Death Trip (2021)

The first film of director, co-writer and editor (he also is in the movie) James Watts, Death Trip is the story of four friends — including co-writer Kelly Kay — has pretensions of art and feels improvised, but the most planned scenes strike the hardest. There’s a great slasher here, but sadly, it takes forever to get through some of this to see what could be.

Getting out of the city, Kelly and her friends soon learn some dark things about the townies, but to get there, you’ve going to have to watch them smoke weed, drink and have long conversations that descend into mumblecore instead of driving the plot forward.

That said, the scenes at the party and the awkwardness of the situation — I once stayed in a destroyed motel with an ex-girlfriend on a roadtrip and some guy passed her a note about wanting to party, which frightened her so badly that she slept holding a knife, so this scene felt like that — is the best part of the whole movie. I know that this film can do that, so sitting through everything else to get through that isn’t a slow burn or a build. It’s dross and boredom.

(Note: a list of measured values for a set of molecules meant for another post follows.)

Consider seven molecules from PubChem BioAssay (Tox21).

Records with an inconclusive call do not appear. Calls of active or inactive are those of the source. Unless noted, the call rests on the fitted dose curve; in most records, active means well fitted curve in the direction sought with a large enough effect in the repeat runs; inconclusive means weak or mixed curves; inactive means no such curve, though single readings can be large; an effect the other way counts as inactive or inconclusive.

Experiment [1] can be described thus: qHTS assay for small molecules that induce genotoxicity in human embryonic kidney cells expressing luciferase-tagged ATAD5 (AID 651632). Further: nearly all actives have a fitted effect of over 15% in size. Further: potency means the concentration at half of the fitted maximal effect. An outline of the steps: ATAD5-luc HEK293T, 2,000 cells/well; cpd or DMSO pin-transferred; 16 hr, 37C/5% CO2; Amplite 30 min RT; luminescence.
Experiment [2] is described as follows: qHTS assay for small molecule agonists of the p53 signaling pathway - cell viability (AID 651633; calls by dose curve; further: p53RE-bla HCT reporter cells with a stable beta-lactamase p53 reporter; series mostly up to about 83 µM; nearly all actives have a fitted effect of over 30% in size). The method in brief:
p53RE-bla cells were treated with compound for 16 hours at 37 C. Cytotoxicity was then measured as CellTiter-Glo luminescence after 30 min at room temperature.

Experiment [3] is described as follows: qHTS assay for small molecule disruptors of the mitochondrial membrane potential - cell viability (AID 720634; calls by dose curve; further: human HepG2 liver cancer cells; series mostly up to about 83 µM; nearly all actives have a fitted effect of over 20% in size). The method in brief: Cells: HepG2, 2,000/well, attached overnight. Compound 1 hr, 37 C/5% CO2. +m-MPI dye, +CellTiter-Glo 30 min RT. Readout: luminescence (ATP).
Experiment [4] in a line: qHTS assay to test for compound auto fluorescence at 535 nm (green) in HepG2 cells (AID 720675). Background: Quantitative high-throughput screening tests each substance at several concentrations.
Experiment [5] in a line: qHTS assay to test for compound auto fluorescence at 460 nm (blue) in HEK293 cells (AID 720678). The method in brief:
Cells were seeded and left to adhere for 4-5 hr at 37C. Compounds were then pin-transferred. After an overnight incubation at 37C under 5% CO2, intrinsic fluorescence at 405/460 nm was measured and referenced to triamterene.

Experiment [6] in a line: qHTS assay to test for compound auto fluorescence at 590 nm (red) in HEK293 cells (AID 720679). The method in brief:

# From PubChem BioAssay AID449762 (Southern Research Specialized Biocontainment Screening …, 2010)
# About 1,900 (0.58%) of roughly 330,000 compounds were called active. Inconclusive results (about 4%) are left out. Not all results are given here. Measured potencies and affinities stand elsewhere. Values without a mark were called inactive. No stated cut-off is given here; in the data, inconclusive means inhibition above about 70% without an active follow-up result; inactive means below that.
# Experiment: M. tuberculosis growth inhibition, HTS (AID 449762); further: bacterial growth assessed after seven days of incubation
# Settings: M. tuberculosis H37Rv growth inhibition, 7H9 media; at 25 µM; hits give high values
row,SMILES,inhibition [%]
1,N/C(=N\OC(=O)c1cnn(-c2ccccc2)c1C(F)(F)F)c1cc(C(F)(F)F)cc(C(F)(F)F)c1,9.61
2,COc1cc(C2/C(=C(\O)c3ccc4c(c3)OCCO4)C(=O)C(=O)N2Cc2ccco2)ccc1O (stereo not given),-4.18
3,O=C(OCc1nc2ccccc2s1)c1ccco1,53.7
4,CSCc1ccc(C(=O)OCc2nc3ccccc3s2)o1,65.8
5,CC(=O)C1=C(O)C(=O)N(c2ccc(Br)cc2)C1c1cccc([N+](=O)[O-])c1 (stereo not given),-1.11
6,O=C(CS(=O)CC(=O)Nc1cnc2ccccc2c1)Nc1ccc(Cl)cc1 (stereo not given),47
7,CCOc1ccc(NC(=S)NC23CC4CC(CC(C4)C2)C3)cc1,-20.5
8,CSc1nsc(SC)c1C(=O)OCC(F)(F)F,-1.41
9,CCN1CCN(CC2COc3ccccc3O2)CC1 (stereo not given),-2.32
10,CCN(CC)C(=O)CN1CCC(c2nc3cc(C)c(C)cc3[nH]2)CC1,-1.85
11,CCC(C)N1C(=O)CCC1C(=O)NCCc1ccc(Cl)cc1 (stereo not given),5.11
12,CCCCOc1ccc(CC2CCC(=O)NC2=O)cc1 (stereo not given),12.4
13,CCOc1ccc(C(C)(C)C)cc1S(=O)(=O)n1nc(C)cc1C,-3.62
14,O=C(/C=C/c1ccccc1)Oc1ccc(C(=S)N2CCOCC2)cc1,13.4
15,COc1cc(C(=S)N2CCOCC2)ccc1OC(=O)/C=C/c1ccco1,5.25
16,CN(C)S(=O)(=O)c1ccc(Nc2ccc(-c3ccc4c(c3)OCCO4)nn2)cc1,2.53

That said, the film looks great and has moments of true dread. I loved the quick burses of the mayhem and gore that was coming interspersed throughout the film. And I think that Watts and Kay are both quite talented. I hope that they learn from this movie — and hey, films are subjective so you may love it — and make something even better.

Death Trip is available demand from Gravitas Ventures and Kamikaze Dogfight.

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